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Spiritual Reconstruction

David Brietzmann
On Politics (July 2017)
Healing the World

The following text is an abridged version of a longer article found at westernfriend.org/media/spiritual-reconstruction-unabridged.

The Chaos of the Urban Crucified: In San Francisco, walking towards the public transit train on Market Street is a reminder of the distance between the full potential of humanity versus the often hideously impoverished reality. Bodies lie on unforgiving cement in front of hip urban eateries; a river of humanity scurries past the bodies, following pre-established paths of avoidance, “drawn” on the city sidewalks. Christ is achingly disturbing such eyes-cast-down paths in “Yellow Crucifixion” by early modernist painter Marc Chagall (1887 - 1985): mothers fleeing oppression with children, sinking boats, a charred landscape – yet though Christ on the cross is not at the center of the frame, his stubborn love is the most disturbing element on the landscape.

From City Dweller to Resident of the Kingdom of God: Renowned Rabbi Hillel the Elder (110 BC - 10 AD) summed up the entirety of Jewish Law as: 1) love God fully, and 2) love thy neighbor as thyself. Both of these imperatives confer on us transcendent concerns that go beyond the narrow confines of our immediate needs. They are antithetical to a Stoic acceptance of our “lot in life.” Instead, our forms of witness – our Quaker testimonies, vocal ministry, and presence in public spaces – prophetically restructure our encounters with the world.

The prophet Isaiah (whose scroll Christ opens in the synagogue in Luke) preceded the incarnation by eight hundred years. A desire for immediate results cannot be the decisive standard for Spirit-led prophetic witness that declares new conditions of possibility among men. Faithfulness to such prophetic witness will often render us “fools” in the eyes of the general public: prophetic witness is often both ugly and unappealing. Our view of the seed of God in every human person – a dignity which exalts them above the sensory “proof” of their material condition – is a proleptic view, a view of a future that is not yet “here.”

In the present day, we may be better served by first identifying whether human nature – and spiritual life – is about restoration or salvation. One cannot restore what is irretrievably corrupt/fallen/lost. The conclusion that we are naturally bad and corrupt is no flight into the metaphysically speculative ether; the real-world policy consequences of that conclusion form a generally accepted justification for lethal force as an ultimately necessary basis for social order. Whether Christians are a threat to the social order maintained by earthly governments – who keep “evil” at bay – is a millennia-old question.

From Linear to Circular History: Our view of human nature – whether we see broad humanity as riddled with danger or as a potential harvest for the kingdom of God – informs where we find ourselves in space. Twentieth-century French philosopher Jean Paul Sartre would call the “paths” that we draw in the world (literally, the physical paths we “see” and walk from points A to points B) our “hodological maps” of the world.

In seventeenth-century England, many of the paths to food and housing, paths of social order, were undergoing seismic changes. A third of the population became landless due to the enclosure movement; King Charles lost his head on January 30, 1649; the Great Chain of Being (the totality of order derived by Aristotle and Plato, which included plants, animals, man, angels, and God) was slowly unraveling. Defying the structure was to defy God, since the monarch was divinely ordained; and yet Quakers defiantly sought the seed of God in everyone.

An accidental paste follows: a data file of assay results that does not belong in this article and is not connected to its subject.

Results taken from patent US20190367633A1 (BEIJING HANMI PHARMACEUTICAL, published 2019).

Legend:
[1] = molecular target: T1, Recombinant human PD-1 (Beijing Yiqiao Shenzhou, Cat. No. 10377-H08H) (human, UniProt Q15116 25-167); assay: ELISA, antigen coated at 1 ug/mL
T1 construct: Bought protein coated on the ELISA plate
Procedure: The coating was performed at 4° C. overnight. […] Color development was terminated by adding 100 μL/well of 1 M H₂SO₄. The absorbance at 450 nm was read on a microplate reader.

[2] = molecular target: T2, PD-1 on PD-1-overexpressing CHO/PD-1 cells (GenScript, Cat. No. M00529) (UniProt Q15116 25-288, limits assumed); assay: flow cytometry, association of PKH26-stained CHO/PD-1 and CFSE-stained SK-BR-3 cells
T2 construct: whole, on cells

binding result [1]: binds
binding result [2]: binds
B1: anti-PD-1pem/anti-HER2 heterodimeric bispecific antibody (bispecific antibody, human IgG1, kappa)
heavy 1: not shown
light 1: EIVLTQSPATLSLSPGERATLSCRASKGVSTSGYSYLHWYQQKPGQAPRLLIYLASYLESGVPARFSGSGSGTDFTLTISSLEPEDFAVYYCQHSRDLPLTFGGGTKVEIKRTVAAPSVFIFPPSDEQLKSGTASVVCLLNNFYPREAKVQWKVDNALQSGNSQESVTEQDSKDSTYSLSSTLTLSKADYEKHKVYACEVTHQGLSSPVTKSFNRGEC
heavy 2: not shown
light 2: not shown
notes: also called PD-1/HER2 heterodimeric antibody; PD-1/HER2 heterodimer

From Pale Blue Vocal Ministry to the Orange Red of the Prophetic Word: In San Francisco, every First Day, Quakers must “part” the background chaos of the city streets in order to find their ways to meeting for worship. Yet curiously, these journeys through chaos are generally edited out of our vocal ministry. We seem to have the sensory experience, but lack the linguistic tools to translate what we see into spiritual language.

Even when we burn with rage inside, this spiritual wine is diluted into a faint whisper. Our witness of the poor could instead teach us to speak forcefully for a vision of what the first systematic Christian thinker, Origen, referred to as the “restoration of all things.” Israel is, after all, a collection of competing tribes that is almost constantly rebuilding and competing with both outside (Greek culture, Roman government, Persia, Assyria, Egypt) and inside (sectarianism, priests, prophets, kings) influences.

Meeting for worship in a kenotic orchestra, a “pouring out” of the Light of Christ. Anything that stands in opposition to this Light will be “consumed.” In his Apology for the True Christian Faith, Robert Barclay made this type of personal encounter with the Spirit of Christ “absolutely necessary for the building up of true faith.” Experiencing the Kingdom of God as a personal encounter now makes possible direct action now, action that neither awaits the future coming of a political messiah nor respects the social bonds that are at the root of oppression.

From Conscious Capitalism to Mutual Aid: Our all-encompassing model of a globalized, virtual economics assigns value that isn’t fundamentally “real” – after all, a dollar bill is only a promissory note. Money (a simulation of what is actual in the present) is idolized, while God (an already-actual future) is desecrated as fake, virtual, and non-existent. Contrary to Marx, it would seem that money itself is the preferred opium of the people. We might gaze upon the “wilderness” beyond this totalitarian structure, but like Israel moving toward Canaan, many of us will refuse to abandon the present order so as to enter the Promised Land flowing with milk and honey.

The Religious Society of Friends today reinforces a firmly middle class culture – with all of the associated ugly underbelly. Friends do well to reflect on the influence of this accumulative, individualist worldview, which often muzzles our ability to act with spiritual clarity. Friends are trapped in a contradiction: Any re-arrangement of the social building blocks that would allow spiritual order to break through would also undermine the very economic structures through which Friends have gained their cultural comfort.